Texture Filtering (Direct3D 9)
When Direct3D renders a primitive, it maps the 3D primitive onto a 2D screen. If the primitive has a texture, Direct3D must use that texture to produce a color for each pixel in the primitive's 2D rendered image. For every pixel in the primitive's on-screen image, it must obtain a color value from the texture. This process is called texture filtering.
When a texture filter operation is performed, the texture being used is typically also being magnified or minified. In other words, it is being mapped into a primitive image that is larger or smaller than itself. Magnification of a texture can result in many pixels being mapped to one texel. The result can be a chunky appearance. Minification of a texture often means that a single pixel is mapped to many texels. The resulting image can be blurry or aliased. To resolve these problems, some blending of the texel colors must be performed to arrive at a color for the pixel.
Direct3D simplifies the complex process of texture filtering. It provides you with three types of texture filtering - linear filtering, anisotropic filtering, and mipmap filtering. If you select no texture filtering, Direct3D uses a technique called nearest-point sampling.
Each type of texture filtering has advantages and disadvantages. For instance, linear texture filtering can produce jagged edges or a chunky appearance in the final image. However, it is a computationally low-overhead method of texture filtering. Filtering with mipmaps usually produces the best results, especially when combined with anisotropic filtering. However, it requires the most memory of the techniques that Direct3D supports.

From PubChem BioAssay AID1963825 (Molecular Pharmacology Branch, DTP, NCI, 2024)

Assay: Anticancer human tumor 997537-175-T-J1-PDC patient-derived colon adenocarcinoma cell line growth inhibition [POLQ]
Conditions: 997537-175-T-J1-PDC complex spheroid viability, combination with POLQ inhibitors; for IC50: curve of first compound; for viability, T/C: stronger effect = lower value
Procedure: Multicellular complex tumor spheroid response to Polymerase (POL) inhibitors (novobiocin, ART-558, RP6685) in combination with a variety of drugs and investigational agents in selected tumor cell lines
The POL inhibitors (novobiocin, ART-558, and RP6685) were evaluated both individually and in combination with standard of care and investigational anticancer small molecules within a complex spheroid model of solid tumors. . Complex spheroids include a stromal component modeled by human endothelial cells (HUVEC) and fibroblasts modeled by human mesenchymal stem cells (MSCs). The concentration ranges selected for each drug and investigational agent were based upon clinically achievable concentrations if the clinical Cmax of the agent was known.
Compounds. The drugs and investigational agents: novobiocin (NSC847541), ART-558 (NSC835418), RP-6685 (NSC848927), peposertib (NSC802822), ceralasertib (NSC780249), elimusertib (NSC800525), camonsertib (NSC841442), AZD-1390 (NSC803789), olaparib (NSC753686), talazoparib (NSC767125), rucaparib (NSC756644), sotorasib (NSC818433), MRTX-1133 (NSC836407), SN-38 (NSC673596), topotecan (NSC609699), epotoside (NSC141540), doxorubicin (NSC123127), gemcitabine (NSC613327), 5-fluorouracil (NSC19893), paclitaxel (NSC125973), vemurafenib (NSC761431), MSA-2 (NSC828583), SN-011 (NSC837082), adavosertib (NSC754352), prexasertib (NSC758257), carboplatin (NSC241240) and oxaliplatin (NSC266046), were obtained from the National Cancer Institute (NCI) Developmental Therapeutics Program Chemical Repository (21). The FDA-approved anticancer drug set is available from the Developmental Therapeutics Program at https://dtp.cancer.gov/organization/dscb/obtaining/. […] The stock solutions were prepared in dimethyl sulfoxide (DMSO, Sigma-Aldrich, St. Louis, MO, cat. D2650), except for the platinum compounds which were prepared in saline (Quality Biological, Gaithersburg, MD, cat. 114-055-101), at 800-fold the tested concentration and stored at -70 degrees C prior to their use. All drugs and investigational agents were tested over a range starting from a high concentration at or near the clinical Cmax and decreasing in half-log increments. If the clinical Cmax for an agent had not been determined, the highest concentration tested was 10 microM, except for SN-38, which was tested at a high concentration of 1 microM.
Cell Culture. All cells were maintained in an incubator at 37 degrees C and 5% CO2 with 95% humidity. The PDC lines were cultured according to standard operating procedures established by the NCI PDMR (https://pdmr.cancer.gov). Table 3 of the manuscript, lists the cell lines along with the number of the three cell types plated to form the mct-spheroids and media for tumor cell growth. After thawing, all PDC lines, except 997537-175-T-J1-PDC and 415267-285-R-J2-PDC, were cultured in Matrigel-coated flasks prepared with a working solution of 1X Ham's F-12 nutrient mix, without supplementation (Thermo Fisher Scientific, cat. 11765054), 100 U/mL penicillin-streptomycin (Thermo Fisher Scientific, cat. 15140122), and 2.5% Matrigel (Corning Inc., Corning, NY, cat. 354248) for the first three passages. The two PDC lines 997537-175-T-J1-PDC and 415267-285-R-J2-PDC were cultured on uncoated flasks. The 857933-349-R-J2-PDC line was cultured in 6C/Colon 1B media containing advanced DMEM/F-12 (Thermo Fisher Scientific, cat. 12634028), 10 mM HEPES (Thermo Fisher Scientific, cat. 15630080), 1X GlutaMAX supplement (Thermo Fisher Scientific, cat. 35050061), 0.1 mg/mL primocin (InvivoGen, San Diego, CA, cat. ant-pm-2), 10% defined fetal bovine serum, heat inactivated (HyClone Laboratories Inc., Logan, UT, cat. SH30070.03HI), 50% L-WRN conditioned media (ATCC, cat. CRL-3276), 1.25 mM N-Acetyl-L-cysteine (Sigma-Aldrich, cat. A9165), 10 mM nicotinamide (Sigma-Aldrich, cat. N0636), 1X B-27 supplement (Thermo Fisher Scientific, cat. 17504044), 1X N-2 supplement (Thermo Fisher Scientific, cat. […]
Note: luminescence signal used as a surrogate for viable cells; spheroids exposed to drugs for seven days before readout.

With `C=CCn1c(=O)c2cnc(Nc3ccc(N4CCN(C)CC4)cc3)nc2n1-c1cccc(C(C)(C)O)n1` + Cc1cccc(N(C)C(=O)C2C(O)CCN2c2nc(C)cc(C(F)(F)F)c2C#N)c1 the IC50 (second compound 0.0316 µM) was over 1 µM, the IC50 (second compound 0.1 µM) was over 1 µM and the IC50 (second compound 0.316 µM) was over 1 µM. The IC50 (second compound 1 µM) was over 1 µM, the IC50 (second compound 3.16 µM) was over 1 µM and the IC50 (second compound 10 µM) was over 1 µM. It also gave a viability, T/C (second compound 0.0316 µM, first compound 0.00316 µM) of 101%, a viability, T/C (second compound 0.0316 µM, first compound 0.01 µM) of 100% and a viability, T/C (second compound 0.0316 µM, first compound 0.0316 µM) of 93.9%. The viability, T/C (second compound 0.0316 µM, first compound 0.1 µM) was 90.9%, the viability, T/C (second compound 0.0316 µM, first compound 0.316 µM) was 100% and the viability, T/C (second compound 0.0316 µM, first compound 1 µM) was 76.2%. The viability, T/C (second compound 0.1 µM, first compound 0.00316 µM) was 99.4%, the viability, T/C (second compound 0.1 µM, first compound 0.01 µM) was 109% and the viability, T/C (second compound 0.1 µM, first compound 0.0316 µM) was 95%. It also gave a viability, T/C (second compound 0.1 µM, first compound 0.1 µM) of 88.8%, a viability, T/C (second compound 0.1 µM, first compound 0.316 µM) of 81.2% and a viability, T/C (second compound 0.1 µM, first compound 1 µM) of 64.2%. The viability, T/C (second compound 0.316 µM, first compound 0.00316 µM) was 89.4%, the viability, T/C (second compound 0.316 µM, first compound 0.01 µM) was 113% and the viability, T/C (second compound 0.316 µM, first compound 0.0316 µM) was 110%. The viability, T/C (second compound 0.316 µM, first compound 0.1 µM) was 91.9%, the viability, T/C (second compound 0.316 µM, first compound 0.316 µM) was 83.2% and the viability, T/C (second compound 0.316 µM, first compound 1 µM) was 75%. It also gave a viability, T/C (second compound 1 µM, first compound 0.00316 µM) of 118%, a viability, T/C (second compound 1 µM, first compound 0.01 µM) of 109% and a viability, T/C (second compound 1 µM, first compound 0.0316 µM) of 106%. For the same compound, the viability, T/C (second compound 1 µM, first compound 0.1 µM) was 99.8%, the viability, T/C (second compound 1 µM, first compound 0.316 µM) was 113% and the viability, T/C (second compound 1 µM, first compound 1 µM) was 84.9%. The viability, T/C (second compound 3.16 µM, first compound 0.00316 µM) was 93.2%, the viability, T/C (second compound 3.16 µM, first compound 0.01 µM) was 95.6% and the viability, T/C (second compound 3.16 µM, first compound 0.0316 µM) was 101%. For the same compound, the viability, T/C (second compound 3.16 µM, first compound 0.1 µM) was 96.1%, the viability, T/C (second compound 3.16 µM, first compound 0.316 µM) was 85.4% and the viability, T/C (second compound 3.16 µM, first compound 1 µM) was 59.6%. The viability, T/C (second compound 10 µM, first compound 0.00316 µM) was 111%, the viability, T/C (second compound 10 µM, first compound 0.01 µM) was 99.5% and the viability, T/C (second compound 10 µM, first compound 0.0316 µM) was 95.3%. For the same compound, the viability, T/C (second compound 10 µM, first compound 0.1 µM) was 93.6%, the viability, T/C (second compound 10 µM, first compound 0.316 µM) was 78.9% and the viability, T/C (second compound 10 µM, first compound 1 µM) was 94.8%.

Applications that use texture interface pointers should set the current texture filtering method by calling the IDirect3DDevice9::SetSamplerState method. Set the value of the first parameter to the integer index number (0-7) of the texture for which you are selecting a texture filtering method. Pass D3DSAMP_MAGFILTER, D3DSAMP_MINFILTER, or D3DSAMP_MIPFILTER for the second parameter to set the magnification, minification, or mipmapping filter. Pass a member of the D3DTEXTUREFILTERTYPE enumerated type as the value in the third parameter.
This section presents the texture filtering methods that Direct3D supports. It is organized into the following topics.
- Nearest-Point Sampling (Direct3D 9)
- Linear Texture Filtering (Direct3D 9)
- Bilinear Texture Filtering (Direct3D 9)
- Anisotropic Texture Filtering (Direct3D 9)
- Texture Filtering with Mipmaps (Direct3D 9)
Note Although the texture-filtering render states present in the D3DRENDERSTATETYPE enumerated type are superseded by texture stage states, the IDirect3DDevice9::SetRenderState, as opposed to the IDirect3DDevice2 version, does not fail if you attempt to use them. Rather, the system maps the effects of these render states to the first stage in the multitexture cascade, stage 0. Applications should not mix the legacy render states with their corresponding texture stage states, as unpredictable results can occur.